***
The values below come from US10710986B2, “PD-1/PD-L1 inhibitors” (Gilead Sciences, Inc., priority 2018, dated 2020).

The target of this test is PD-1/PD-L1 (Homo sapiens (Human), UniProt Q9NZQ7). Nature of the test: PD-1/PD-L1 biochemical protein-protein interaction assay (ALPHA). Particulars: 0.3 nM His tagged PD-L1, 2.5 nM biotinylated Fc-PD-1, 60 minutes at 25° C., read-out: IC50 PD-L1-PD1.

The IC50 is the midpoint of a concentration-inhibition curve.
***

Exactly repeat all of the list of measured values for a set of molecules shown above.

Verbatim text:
The values below come from US10710986B2, “PD-1/PD-L1 inhibitors” (Gilead Sciences, Inc., priority 2018, dated 2020).

The target of this test is PD-1/PD-L1 (Homo sapiens (Human), UniProt Q9NZQ7). Nature of the test: PD-1/PD-L1 biochemical protein-protein interaction assay (ALPHA). Particulars: 0.3 nM His tagged PD-L1, 2.5 nM biotinylated Fc-PD-1, 60 minutes at 25° C., read-out: IC50 PD-L1-PD1.

The IC50 is the midpoint of a concentration-inhibition curve.